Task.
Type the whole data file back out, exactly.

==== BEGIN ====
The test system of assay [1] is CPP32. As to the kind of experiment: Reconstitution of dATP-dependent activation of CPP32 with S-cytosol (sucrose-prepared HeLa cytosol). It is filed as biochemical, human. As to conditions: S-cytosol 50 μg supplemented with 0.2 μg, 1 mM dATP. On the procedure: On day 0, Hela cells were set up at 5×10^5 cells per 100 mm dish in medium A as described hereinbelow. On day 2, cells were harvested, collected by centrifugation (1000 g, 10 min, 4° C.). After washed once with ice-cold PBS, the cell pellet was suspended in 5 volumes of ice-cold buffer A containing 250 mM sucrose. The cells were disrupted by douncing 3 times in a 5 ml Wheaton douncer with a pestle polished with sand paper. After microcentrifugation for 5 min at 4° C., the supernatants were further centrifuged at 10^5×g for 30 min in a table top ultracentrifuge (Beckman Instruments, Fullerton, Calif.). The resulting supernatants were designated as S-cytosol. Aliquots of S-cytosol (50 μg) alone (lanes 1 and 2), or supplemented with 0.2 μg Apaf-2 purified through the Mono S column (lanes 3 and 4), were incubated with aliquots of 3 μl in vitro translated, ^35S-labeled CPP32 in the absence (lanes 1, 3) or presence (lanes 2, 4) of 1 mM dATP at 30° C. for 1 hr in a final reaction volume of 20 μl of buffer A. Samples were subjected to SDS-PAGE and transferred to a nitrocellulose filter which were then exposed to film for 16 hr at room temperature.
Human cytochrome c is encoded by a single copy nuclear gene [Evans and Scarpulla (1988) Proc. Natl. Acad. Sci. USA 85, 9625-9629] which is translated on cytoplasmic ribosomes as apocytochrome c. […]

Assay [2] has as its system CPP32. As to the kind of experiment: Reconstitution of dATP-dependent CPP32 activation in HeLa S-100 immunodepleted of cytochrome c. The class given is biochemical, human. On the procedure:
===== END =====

The test system of assay [1] is CPP32. As to the kind of experiment: Reconstitution of dATP-dependent activation of CPP32 with S-cytosol (sucrose-prepared HeLa cytosol). It is filed as biochemical, human. As to conditions: S-cytosol 50 μg supplemented with 0.2 μg, 1 mM dATP. On the procedure: On day 0, Hela cells were set up at 5×10^5 cells per 100 mm dish in medium A as described hereinbelow. On day 2, cells were harvested, collected by centrifugation (1000 g, 10 min, 4° C.). After washed once with ice-cold PBS, the cell pellet was suspended in 5 volumes of ice-cold buffer A containing 250 mM sucrose. The cells were disrupted by douncing 3 times in a 5 ml Wheaton douncer with a pestle polished with sand paper. After microcentrifugation for 5 min at 4° C., the supernatants were further centrifuged at 10^5×g for 30 min in a table top ultracentrifuge (Beckman Instruments, Fullerton, Calif.). The resulting supernatants were designated as S-cytosol. Aliquots of S-cytosol (50 μg) alone (lanes 1 and 2), or supplemented with 0.2 μg Apaf-2 purified through the Mono S column (lanes 3 and 4), were incubated with aliquots of 3 μl in vitro translated, ^35S-labeled CPP32 in the absence (lanes 1, 3) or presence (lanes 2, 4) of 1 mM dATP at 30° C. for 1 hr in a final reaction volume of 20 μl of buffer A. Samples were subjected to SDS-PAGE and transferred to a nitrocellulose filter which were then exposed to film for 16 hr at room temperature.
Human cytochrome c is encoded by a single copy nuclear gene [Evans and Scarpulla (1988) Proc. Natl. Acad. Sci. USA 85, 9625-9629] which is translated on cytoplasmic ribosomes as apocytochrome c. […]

Assay [2] has as its system CPP32. As to the kind of experiment: Reconstitution of dATP-dependent CPP32 activation in HeLa S-100 immunodepleted of cytochrome c. The class given is biochemical, human. On the procedure: